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Tifilis
Friday, November 12th, 2004, 07:05 PM
I just want to see if you English speakers can understand Medieval Swedish, who is more closely related to English than todays Swedish is. This is a text from the Håtuna "games"("Hatwna leek") in the 13th century, where three Swedish dukes fought for power of the kingdom, one of them names duke Valdemar(Herotgh Wallemar).
The text was written in 1427 I think.

”The toko tha liws ok gingo thædhan.
Herogane soffwo bade mædhan ok lagho i thera sængh nakne.
Ther wider wordho the wakne, att dörren osakta up gik.
Hertogh Wallemar han fik en kiortil ok kom ther i.
Tha woro the inne meer æn tii ok haffdo thera swerd dragith.
Summi willo han huggit ok summi slagith
The skullo sik ther fangna giwa,
Swa frampt the willo lenger liffua.
Ther kom konungin, gangande nidher, styrnade öghom, hardla vreder.
”Mynnes jder nakot aff Hatwna leek?”

And some 11th century Swedish:
“Varthær lekari sagather, then sum mæth gighu gangar æller mæth fithlu far æller bambu, thaskal kvighu taka otamæ ok flytiæ up a bæsing.

I'll provide a transaltion later.

Dr. Solar Wolff
Saturday, November 13th, 2004, 04:23 AM
No. But, I cannot understand Anglo-Saxon (Beowulf), Middle English or Mark Twain's work either.

No Code
Saturday, November 13th, 2004, 08:27 PM
If you consider the fact that japanese has no relation with english, its easier to understand than this nordic thing there...

Tifilis
Saturday, November 13th, 2004, 08:40 PM
I'll translate. The text is about how duke Vlademar and his opponent is asleep and how they are getting arrested and fights. Duke Vlademar and his opponent, can't remeber the name, was inprisoned in a small room in Håtuna castle, and the king threw the key in the Håtuna lake. Me myself have been to Håtuna castle, really nice, lies in the Swedish town of Nyköping.

The toko tha liws ok gingo thædhan.
They took the lifes and went (gone) (?)(to sleep peraps)
Herogane soffwo bade mædhan ok lagho i thera sængh nakne.
The gentlemens slept both during and layed in their beds naked.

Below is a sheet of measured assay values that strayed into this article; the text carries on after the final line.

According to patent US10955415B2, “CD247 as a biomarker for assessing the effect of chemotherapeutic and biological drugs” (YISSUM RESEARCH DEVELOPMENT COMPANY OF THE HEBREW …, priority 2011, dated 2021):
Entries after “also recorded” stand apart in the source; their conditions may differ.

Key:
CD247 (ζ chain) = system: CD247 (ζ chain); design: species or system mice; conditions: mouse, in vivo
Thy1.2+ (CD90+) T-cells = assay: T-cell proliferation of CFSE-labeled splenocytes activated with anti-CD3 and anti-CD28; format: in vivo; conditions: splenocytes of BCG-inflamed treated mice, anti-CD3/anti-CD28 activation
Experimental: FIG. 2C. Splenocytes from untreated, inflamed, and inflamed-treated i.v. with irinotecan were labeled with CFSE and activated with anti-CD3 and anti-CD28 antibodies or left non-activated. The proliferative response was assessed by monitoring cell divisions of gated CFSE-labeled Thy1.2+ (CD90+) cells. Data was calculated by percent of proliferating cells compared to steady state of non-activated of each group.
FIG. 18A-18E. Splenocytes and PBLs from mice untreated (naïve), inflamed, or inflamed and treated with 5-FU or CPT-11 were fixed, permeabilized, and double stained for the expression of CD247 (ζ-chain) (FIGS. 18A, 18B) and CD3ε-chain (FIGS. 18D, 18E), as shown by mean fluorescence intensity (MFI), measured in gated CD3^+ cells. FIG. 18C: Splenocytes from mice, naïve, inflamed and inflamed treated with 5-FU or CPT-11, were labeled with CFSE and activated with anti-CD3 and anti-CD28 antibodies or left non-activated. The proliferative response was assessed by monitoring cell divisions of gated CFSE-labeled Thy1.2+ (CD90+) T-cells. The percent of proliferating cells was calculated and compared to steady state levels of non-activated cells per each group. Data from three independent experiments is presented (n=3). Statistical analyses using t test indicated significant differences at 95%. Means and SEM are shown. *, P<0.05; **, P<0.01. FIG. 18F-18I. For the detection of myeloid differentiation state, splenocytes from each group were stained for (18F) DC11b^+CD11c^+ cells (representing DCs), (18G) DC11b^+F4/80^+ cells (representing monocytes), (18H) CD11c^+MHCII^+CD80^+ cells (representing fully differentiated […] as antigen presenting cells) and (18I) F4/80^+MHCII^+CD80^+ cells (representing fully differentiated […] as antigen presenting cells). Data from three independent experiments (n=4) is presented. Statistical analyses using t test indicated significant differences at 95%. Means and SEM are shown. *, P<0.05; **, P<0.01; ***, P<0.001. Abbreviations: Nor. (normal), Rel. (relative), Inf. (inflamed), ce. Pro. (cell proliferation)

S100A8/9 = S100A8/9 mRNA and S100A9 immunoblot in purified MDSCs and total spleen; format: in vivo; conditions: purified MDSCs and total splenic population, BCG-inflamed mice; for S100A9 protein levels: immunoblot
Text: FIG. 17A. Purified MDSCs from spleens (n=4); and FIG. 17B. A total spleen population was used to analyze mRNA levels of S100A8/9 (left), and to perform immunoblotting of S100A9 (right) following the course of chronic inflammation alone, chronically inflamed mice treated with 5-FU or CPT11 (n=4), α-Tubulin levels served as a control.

Ther wider wordho the wakne, att dörren osakta up gik.
The wide was the awakening, that the door went up (That sounds relly strange, but it's Medieval Swedish grammar)
Hertogh Wallemar han fik en kiortil ok kom ther i.
Duke Valdemar he got a kiortil(?) and come there in.
Tha woro the inne meer æn tii ok haffdo thera swerd dragith.
They was there inside more than they and hade their swords dragged(pulled) (Probobly means that there came soldiers into the room who outnumbered them)
Summi willo han huggit ok summi slagith
Many will he cut down and many beaten (Summi = many)
The skullo sik ther fangna giwa,
The should seek their fagna(?) give,
Swa frampt the willo lenger liffua.
Swa (?) from the will longer lift.
Ther kom konungin, gangande nidher, styrnade öghom, hardla vreder.
Their came the king, walking angerly, angry eyes, hard wrists.
”Mynnes jder nakot aff Hatwna leek?”
"Planning to get naked through the Håtuna games?"

It doesn't relly make sence..

Tifilis
Saturday, November 13th, 2004, 08:42 PM
This text from the 16th century from the First book of Mose in the Bible (don't know the chapter)

Tanck vppå Sabbaths daghen, att tu helghar honom. Sex daghar skalt tu arbeta, och göra alla tina gerning. Men på siwnde daghenom, är Herren tins Gudz Sabbath, tå skalt tu intit arbete göra, ey heller tin son, ey heller tijn dotter, ey heller tin tienare, ey heller tijn tiernarinna, ey heller tin öök, ey heller tin fremling. Som innan tins stadz port är. Ty vith sex daghar haffuer Herren giort himmel, och iord och haffuet och whad ther inne är, och whilande på siwnde dahhenom. Ther före welsignadhe Herren Sabbaths daghen, och helgadhe honom.

Oskorei
Saturday, November 13th, 2004, 08:57 PM
I'll translate. The text is about how duke Vlademar and his opponent is asleep and how they are getting arrested and fights. Duke Vlademar and his opponent, can't remeber the name, was inprisoned in a small room in Håtuna castle, and the king threw the key in the Håtuna lake. Me myself have been to Håtuna castle, really nice, lies in the Swedish town of Nyköping.

The toko tha liws ok gingo thædhan.
They took the lifes and went (gone) (?)(to sleep peraps)
Thaedan might be either "sedan", meaning afterwards, or hädan (gingo hädan=die). I guess sedan fits best with the storyline.




Herogane soffwo bade mædhan ok lagho i thera sængh nakne.
The gentlemens slept both during and layed in their beds naked.
Ther wider wordho the wakne, att dörren osakta up gik.